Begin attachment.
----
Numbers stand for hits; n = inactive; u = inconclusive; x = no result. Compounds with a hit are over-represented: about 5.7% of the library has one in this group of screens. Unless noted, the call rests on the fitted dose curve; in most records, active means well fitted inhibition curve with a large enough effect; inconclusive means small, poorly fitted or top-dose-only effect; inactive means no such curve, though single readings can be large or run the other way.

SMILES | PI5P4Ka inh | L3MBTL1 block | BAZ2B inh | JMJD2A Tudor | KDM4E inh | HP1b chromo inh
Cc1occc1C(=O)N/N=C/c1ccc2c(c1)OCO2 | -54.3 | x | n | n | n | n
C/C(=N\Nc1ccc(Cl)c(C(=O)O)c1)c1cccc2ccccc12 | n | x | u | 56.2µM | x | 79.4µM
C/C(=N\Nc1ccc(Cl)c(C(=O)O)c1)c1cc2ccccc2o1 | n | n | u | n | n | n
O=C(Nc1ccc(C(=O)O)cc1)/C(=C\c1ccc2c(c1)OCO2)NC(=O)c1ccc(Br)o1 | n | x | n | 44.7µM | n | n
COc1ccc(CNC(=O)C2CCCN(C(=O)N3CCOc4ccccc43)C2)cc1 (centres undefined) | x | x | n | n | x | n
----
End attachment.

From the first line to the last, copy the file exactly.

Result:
Numbers stand for hits; n = inactive; u = inconclusive; x = no result. Compounds with a hit are over-represented: about 5.7% of the library has one in this group of screens. Unless noted, the call rests on the fitted dose curve; in most records, active means well fitted inhibition curve with a large enough effect; inconclusive means small, poorly fitted or top-dose-only effect; inactive means no such curve, though single readings can be large or run the other way.

SMILES | PI5P4Ka inh | L3MBTL1 block | BAZ2B inh | JMJD2A Tudor | KDM4E inh | HP1b chromo inh
Cc1occc1C(=O)N/N=C/c1ccc2c(c1)OCO2 | -54.3 | x | n | n | n | n
C/C(=N\Nc1ccc(Cl)c(C(=O)O)c1)c1cccc2ccccc12 | n | x | u | 56.2µM | x | 79.4µM
C/C(=N\Nc1ccc(Cl)c(C(=O)O)c1)c1cc2ccccc2o1 | n | n | u | n | n | n
O=C(Nc1ccc(C(=O)O)cc1)/C(=C\c1ccc2c(c1)OCO2)NC(=O)c1ccc(Br)o1 | n | x | n | 44.7µM | n | n
COc1ccc(CNC(=O)C2CCCN(C(=O)N3CCOc4ccccc43)C2)cc1 (centres undefined) | x | x | n | n | x | n